Monday, October 03, 2005

"Cake, meet cake-eating!"

Evan Kirchhoff has written another Instant Classic, this time on the subject of gasoline prices.
I know we're all supposed to be avoiding nonessential travel and so on, but what is the logical leap from the fact that gas is now $3 per gallon to the moral assertion that I ought to take new steps to conserve it? Here's a parallel piece of economic data: "a large pizza is fourteen dollars". Would you say that fact morally obliges me to eat more pizza, less pizza, or about the same amount of pizza?

I don't know that any individual point he makes is 100% original, but who cares?
Yes, I understand that we are currently facing damaged U.S. gasoline production and delivery, plus contention for crude oil with Asia, plus an Ominously Uncertain Global Era in which "ease of oil extraction" is highly correlated with "craziness of local government". But I also assume that these factors should be fully captured and expressed in the fact that gasoline costs three bucks. That's what prices are for, right? There are obviously things worth doing with $2 gasoline that aren't worth it at $3, but that's a purely practical decision; there is no added moral dimension here.

This is his specialty: explaining clearly and humourously, in under 1500 words, why "what your elected representative is proposing to solve your problem" is a terrible idea, and will most likely achieve the exact opposite of its intent.
What we have are middle-class consumers in the richest country in history whining about temporary 50-cent increases, which means that for a few weeks it costs an additional $10 or so to fill the trucks whose gas mileage they didn't care about until approximately last month. Obviously any modern government must immediately appease them with socialized energy, as opposed to telling them to grow up and cut their damned latte budget by 10 bucks or (my preference) reduce their overbidding on the nation's housing stock by 0.000001%.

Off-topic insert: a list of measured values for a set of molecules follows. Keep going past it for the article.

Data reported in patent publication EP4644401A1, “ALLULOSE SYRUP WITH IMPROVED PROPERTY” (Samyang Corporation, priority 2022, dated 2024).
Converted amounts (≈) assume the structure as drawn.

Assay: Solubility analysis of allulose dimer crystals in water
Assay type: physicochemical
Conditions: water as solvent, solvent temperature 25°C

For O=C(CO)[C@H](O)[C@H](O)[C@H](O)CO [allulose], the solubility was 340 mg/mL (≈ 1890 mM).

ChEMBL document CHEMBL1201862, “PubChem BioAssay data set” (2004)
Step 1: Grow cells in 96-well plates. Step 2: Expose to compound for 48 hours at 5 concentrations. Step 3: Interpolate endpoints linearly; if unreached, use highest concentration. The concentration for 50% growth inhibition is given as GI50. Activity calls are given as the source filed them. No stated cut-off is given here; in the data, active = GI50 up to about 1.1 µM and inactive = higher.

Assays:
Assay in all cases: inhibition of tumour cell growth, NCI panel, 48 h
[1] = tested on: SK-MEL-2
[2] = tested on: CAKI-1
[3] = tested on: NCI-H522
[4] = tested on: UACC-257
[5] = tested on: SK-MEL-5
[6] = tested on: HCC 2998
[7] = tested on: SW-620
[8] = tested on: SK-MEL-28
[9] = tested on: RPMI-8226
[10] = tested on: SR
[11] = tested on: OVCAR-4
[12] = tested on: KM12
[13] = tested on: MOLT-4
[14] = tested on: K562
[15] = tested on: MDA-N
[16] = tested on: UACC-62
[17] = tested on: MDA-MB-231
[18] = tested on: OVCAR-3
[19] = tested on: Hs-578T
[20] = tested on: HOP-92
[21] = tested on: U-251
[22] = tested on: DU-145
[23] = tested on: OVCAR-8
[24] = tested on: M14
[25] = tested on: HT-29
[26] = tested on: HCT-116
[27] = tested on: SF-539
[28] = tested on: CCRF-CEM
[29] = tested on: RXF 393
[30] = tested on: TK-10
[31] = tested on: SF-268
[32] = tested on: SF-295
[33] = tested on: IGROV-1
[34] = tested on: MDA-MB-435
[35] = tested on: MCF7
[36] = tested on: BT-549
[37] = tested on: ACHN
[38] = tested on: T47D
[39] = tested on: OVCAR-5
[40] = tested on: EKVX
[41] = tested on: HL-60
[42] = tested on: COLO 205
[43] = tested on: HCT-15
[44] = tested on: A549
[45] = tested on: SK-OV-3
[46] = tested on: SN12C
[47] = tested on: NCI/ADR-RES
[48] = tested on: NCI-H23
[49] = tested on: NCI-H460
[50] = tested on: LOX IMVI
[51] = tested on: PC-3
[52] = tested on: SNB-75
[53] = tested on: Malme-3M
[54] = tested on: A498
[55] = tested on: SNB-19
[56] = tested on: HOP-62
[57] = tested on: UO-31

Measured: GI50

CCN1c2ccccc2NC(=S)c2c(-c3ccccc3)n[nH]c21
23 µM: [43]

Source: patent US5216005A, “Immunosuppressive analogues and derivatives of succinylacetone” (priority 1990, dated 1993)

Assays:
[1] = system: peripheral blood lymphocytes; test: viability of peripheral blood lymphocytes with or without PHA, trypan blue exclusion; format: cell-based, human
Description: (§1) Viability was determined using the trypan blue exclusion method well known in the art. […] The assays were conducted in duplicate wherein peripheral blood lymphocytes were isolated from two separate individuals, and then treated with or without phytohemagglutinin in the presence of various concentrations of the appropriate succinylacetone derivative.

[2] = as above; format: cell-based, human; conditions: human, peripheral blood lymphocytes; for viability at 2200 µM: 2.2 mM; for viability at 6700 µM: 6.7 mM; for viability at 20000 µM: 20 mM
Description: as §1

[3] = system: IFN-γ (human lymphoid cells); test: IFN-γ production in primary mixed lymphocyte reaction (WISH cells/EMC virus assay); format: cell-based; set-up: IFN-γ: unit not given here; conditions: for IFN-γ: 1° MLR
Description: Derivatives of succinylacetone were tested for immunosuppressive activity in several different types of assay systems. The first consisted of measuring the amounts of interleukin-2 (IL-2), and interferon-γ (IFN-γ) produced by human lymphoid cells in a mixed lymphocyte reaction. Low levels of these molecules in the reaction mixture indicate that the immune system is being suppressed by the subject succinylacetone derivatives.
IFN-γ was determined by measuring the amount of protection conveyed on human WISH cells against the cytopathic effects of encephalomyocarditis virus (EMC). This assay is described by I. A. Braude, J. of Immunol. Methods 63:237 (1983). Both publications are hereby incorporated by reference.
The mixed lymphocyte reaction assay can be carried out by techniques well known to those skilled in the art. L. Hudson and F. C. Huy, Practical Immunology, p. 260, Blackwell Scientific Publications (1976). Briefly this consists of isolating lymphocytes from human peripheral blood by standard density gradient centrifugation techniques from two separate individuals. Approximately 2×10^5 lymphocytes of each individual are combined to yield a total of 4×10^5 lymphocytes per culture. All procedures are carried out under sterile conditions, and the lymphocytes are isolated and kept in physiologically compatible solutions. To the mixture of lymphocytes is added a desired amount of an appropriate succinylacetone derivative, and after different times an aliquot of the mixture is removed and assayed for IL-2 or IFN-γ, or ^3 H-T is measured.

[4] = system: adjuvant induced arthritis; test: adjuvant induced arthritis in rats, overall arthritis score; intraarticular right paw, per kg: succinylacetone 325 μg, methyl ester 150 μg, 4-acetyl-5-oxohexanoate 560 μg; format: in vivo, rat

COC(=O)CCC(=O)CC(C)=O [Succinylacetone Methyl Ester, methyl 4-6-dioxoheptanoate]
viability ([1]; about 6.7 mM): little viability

You should immediately forward his piece to everyone you've ever heard complain about gas prices.
Also, I admit that I have raised our prices over time, even while the cost of computing equipment has dropped. I know! Behold the terrible visage of the gouger! But even as you recoil, I tell you that there are many of us: for example, I have heard that some companies have employees who will ask for more money for doing the same jobs as before, in a nefarious practice they call a "raise". Gougers every one!